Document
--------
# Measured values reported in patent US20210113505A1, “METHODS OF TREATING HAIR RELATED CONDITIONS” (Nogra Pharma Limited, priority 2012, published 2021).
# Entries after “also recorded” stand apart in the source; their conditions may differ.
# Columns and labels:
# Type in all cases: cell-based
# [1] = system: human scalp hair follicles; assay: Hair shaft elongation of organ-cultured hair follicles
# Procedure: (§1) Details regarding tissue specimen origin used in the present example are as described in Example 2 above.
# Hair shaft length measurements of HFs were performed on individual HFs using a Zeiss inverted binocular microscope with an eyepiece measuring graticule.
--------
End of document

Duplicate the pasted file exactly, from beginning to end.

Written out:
# Measured values reported in patent US20210113505A1, “METHODS OF TREATING HAIR RELATED CONDITIONS” (Nogra Pharma Limited, priority 2012, published 2021).
# Entries after “also recorded” stand apart in the source; their conditions may differ.
# Columns and labels:
# Type in all cases: cell-based
# [1] = system: human scalp hair follicles; assay: Hair shaft elongation of organ-cultured hair follicles
# Procedure: (§1) Details regarding tissue specimen origin used in the present example are as described in Example 2 above.
# Hair shaft length measurements of HFs were performed on individual HFs using a Zeiss inverted binocular microscope with an eyepiece measuring graticule.